## Charging LTO at Max Speed?

Batteries, Chargers, and Battery Management Systems.

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### Re: Charging LTO at Max Speed?

I get that you don't want to go "inside the black box", but you're trying to explain things that you're not understanding.

With a CC-CV charger, it is in CC mode as long as the current is higher than the CC limit. As soon as the current is below the CC limit, the charger is now in CV mode. There is no in-between state.

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### Re: Charging LTO at Max Speed?

I actually am trying to understand what happens inside the black box. So from that perspective...

It seems like with cc/cv charging, you start by setting max Amp and Volt limits. The charger will then monitor it's Amp output and adjust (raise) output Voltage as needed to maintain that max Amp limit. CC stage.

Eventually you end up hitting max outut voltage. Since you can't raise the output voltage anymore, the difference in voltage between the charger and battery begins to shrink, causing the amps to also shrink. CV stage.

Do i have this right? If i'm still getting this wrong don't feel obligated to keep explaining it. The main purpose anyway of this thread was about what it would take to fast charge at 6c since i'm interested in doing so. But i certainly don't mind people trying to help me understand how the charging works.

Sunder   1 GW

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### Re: Charging LTO at Max Speed?

The answer to that, I don't know for sure, as I'm not an electrical engineer. Just have a high school level of physics.

However, I believe that the easiest way would be to have a variable resistor in series with the load, and a shunt or other current measuring device would be the input to some kind of microprocessor to adjust the variable resistor to get the correct voltage and thus the correct current. You'd have to start from zero and move up instead of start at max and move down however, because if you had a short across the terminals, that could quickly blow the charger.

The above would not be the most efficient, as the variable resistor would consume a fair bit of the power. So... Possibly the same effect with a switch mode instead?
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### Re: Charging LTO at Max Speed?

Oh i didn't mean like what's going on in detail with what parts it's using and all that. I just wanted to understand how a cc/cv charger works and how it interacted with the battery (basic principles). Seems like i'v got the gist of it finally.

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### Re: Charging LTO at Max Speed?

Apr 24 2020 3:46am
It seems like with cc/cv charging, you start by setting max Amp and Volt limits. The charger will then monitor it's Amp output and adjust (raise) output Voltage as needed to maintain that max Amp limit. CC stage.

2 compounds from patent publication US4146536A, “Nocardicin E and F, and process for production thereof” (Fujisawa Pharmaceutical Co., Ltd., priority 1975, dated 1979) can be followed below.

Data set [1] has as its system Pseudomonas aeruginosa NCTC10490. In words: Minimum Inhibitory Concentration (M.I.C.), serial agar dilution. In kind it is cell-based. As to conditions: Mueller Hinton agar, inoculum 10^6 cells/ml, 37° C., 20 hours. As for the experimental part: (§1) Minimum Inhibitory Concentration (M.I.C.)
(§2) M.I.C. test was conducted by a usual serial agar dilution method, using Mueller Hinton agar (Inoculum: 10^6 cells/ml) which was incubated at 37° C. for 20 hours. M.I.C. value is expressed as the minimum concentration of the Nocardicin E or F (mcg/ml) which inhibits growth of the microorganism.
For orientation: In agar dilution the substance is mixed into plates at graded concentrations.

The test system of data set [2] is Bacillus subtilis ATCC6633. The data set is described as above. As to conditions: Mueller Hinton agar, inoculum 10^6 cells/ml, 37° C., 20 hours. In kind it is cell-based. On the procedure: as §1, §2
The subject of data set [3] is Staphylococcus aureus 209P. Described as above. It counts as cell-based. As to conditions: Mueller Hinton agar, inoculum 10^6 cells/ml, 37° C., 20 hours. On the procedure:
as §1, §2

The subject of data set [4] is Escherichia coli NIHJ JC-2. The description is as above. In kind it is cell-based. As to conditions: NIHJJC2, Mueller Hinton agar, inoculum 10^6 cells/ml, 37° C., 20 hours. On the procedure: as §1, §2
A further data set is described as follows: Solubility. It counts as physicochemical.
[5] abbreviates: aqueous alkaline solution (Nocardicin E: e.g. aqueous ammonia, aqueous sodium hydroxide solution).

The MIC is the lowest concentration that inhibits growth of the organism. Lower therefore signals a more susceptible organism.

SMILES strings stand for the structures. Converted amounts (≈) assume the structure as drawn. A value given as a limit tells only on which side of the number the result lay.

Eventually you end up hitting max outut voltage. Since you can't raise the output voltage anymore, the difference in voltage between the charger and battery begins to shrink, causing the amps to also shrink. CV stage.

Do i have this right?
Yes, that is correct.

Sunder wrote:
Apr 24 2020 4:33am
However, I believe that the easiest way would be to have a variable resistor in series with the load, and a shunt or other current measuring device would be the input to some kind of microprocessor to adjust the variable resistor to get the correct voltage and thus the correct current. You'd have to start from zero and move up instead of start at max and move down however, because if you had a short across the terminals, that could quickly blow the charger.

The above would not be the most efficient, as the variable resistor would consume a fair bit of the power. So... Possibly the same effect with a switch mode instead?
What you're describing with the variable resistor is what's known as a linear charger (like a linear regulator). Linear chargers are used for small battery powered devices, where the power lost is small enough that it's not an issue. For bigger batteries the charging is done with a switchmode power supply, but the CC-CV regulation works the same.

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### Re: Charging LTO at Max Speed?

So i know used Ex telecom and server room type power supplies were recommended for their reliability compared to lower quality chinese stuff...

But what about car audio battery chargers, like the one i linked? These are made for powerful (i'm assuming high end) car speaker systems. Are they really considered "cheap chinese"? I believe they're from Brazilian companies whatever that means. They seem to have various protections like overheat, short circuit, low voltage cutoff, internal fuses etc. Some examples of companies i'v found selling these are Taramps, Stetsom, Spark Usina.

These chargers are quite affordable compared to even most used power supplies i'v found so far, and offer very high amps (less parallel needed). The way my battery would be setup, it's easy to charge in two 12v sections. After looking at my panel situation, i'm pretty much limited to 3c charging currently. So i could use a single 180a charger per bank, with the option to add a parallel 180a in the future for 6c.